Chondrosarcomas are malignant cartilaginous tumours that account for 20-27% of all primary malignant bone tumours.
Typical presentation is in the 4th and 5th decades and there is a slight male predominance of 1.5-2:1.
Patients usually present with pain, pathological fracture, a palpable lump or local mass effect. Hyperglycaemia can occur as a paraneoplastic phenomenon.
The histology of chondrosarcomas can differ according to their sub type (see below). In general these tumours are multilobulated (due to hyaline cartilage nodules) with central high water content and peripheral enchondral ossification. This accounts not only for the high T2 MRI signal (see below) but also for rings and arcs calcification or popcorn calcification.
Chondrosarcomas are divided into 3 (sometimes 4) grades based primarily on cellularity. (see Chondrosarcoma grading)
Chondrosarcomas are either primary, arising de novo, or secondary and arise from a pre-existent cartilagenous mass: see secondary chondrosarcoma.
- conventional intramedullary chondrosarcoma (or central chondrosarcoma): low, intermediate or high grade (see chondrosarcoma grading)
- juxtacortical chondrosarcoma: low, intermediate or high grade
- clear cell chondrosarcoma
- myxoid chondrosarcoma: usually intermediate grade
- mesenchymal chondrosarcoma: usually high grade
- extraskeletal chondrosarcoma
- dedifferentiated chondrosarcoma
Arising from pre-existing cartilagenous lesions:
- solitary osteochondroma
- hereditary multiple exostoses (also known as diaphyseal aclasis)
- long bones: 45% (the reason is because the cartilage is more abundant in the long, tubular bones).
- pelvis: 25% especially around the triradiate cartilage
- ribs: 8%
- patients often younger than at other sites
- anterior ribs/costochondral junction
- spine: 7%
- greater male predominance 2-4:1
- thoracic most common
- posterior elements and vertebral body 45%
- posterior elements only 40%
- vertebral body only 15%
- scapula: 5%
- sternum: 2%
- head and neck (including cervical spine): 6-7%
- craniofacial: 2% (see chondrdosarcoma of the skull of base)
- hands and feet: rare c.f. enchondromas
Imaging findings vary somewhat with different sub types but do have some general features. Below are typical imaging appearances which are best demonstrated by conventional chondrosarcomas.
In general chondrosarcomas are large masses a the time of diagnosis, usually over 4 cm in diameter and over 10 cm in 50% of cases.
- lytic (50%)
- intralesional calcification(s): 60-78% (rings and arcs calcification or popcorn calcification)
- endosteal scalloping: affecting more than two thirds of the cortical thickness (c.f. less than 2/3 in enchondromas)
- moth eaten appearance or permeative appearance in higher grade tumours (see chondrosarcoma grading), e.g myxoid, dedifferentiated and mesenchymal chondrosarcomas
- cortical remodelling, thickening and periosteal reaction are also useful in distinguishing between an enchondroma and low grade chondrosarcoma (see enchondroma vs. low grade chondrosarcoma)
Typically chondrosarcomas demonstrate increased uptake on bone scan, seen in over 80% of cases, and usually the uptake is quite intense. This is useful in helping to distinguish a low grade chondrosarcoma from an enchondroma as the later has increased uptake in only 21% of cases, and usually to a lesser degree. (see enchondroma vs. low grade chondrosarcoma)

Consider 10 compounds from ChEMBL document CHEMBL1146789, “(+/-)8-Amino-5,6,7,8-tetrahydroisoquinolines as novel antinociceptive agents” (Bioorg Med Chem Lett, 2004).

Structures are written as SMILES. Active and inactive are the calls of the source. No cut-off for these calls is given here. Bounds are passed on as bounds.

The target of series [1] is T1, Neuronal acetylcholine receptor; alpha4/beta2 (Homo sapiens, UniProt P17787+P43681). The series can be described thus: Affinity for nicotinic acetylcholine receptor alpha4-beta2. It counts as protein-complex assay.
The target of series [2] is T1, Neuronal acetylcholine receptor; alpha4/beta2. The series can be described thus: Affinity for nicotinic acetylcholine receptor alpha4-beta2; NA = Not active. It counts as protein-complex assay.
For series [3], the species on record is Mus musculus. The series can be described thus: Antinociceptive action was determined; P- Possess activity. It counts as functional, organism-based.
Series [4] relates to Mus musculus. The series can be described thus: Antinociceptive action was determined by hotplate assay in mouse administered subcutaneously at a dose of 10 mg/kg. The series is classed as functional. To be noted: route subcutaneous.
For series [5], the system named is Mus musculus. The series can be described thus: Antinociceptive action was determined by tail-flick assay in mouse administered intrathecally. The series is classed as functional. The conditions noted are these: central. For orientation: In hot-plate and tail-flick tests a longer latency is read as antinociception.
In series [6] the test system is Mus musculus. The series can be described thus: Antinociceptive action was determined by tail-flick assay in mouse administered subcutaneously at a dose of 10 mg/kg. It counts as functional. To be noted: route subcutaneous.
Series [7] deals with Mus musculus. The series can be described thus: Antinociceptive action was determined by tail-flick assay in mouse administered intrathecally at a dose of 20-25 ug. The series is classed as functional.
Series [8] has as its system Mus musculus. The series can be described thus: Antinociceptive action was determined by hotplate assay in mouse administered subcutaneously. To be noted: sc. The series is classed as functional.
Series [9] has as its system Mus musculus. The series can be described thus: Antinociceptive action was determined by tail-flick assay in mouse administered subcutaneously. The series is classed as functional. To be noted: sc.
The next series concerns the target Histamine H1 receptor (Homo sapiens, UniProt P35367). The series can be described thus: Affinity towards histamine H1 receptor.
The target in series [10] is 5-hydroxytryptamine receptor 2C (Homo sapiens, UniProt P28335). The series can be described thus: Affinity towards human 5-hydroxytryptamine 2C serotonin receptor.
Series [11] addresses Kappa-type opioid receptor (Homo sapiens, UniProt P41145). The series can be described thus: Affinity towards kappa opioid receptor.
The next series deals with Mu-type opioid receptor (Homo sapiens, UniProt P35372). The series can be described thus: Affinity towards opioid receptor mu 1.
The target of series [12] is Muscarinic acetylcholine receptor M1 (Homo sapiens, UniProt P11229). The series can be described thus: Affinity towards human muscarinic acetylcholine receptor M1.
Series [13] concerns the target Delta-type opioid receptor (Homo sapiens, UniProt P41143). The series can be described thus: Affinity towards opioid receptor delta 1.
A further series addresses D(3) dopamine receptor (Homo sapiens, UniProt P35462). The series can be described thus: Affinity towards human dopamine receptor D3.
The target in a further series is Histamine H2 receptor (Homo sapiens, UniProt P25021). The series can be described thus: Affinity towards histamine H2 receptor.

The features seen on CT are the same as on plain film, but are simply better seen.
- 94% of cases demonstrate matrix calcificaiton, c.f. 60-78% on plain film.
- endosteal scalloping
- cortical breach, seen in 88% of longbone chondrosarcoma, c.f. only 8% of enchondromas
- soft tissue mass: density increases with increased grade of tumour do to increased cellularity
- heterogenous contrast enhancment
T1: low to intermediate signal
- iso- to slightly hyperintense cf. muscle
- iso- to slightly hypointense cf. grey matter (see chondrosarcoma of the base of skull)
- T2: very high intensity in nonmineralised/calcified portions
- gradient echo/SWI: blooming of mineralised/calcified portions
T1 C+ (Gd)
- most demonstrate heterogeneous moderate to intense contrast enhancement.
- enhancement can be septal and peripheral rim-like corresponding to fibrovascular septation between lobules of hyaline cartilage
Treatment and prognosis
Prognosis varies with both grade and location. In general:
- grade 1: 90% 5 year survival
- grade 3: 29% 5 year survival
- long bones have a better prognosis than axial skeleton
The differential diagnosis for bone tumours is dependent on the age of the patient, with a very different set of differentials for the paediatric patient.
- bone-forming tumours
- enchondromatosis (Ollier disease)
- Maffucci syndrome
- chondromyxoid fibroma
- fibrous bone lesions
- bone marrow tumours
- other bone tumours or tumour-like lesions
- skeletal metastases
- 1. Dähnert W. Radiology review manual. Lippincott Williams & Wilkins. (2003) ISBN:0781738954. Read it at Google Books - Find it at Amazon
- 2. Meyers SP, Hirsch WL, Curtin HD et-al. Chondrosarcomas of the skull base: MR imaging features. Radiology. 1992;184 (1): 103-8. Radiology (abstract) - Pubmed citation
- 3. Varma DG, Ayala AG, Carrasco CH et-al. Chondrosarcoma: MR imaging with pathologic correlation. Radiographics. 1992;12 (4): 687-704. Radiographics (abstract) - Pubmed citation
- 4. Murphey MD, Walker EA, Wilson AJ et-al. From the archives of the AFIP: imaging of primary chondrosarcoma: radiologic-pathologic correlation. Radiographics. 23 (5): 1245-78. doi:10.1148/rg.235035134 - Pubmed citation
- 5. Geirnaerdt MJ, Hogendoorn PC, Bloem JL et-al. Cartilaginous tumors: fast contrast-enhanced MR imaging. Radiology. 2000;214 (2): 539-46. Radiology (full text) - Pubmed citation
Synonyms & Alternative Spellings
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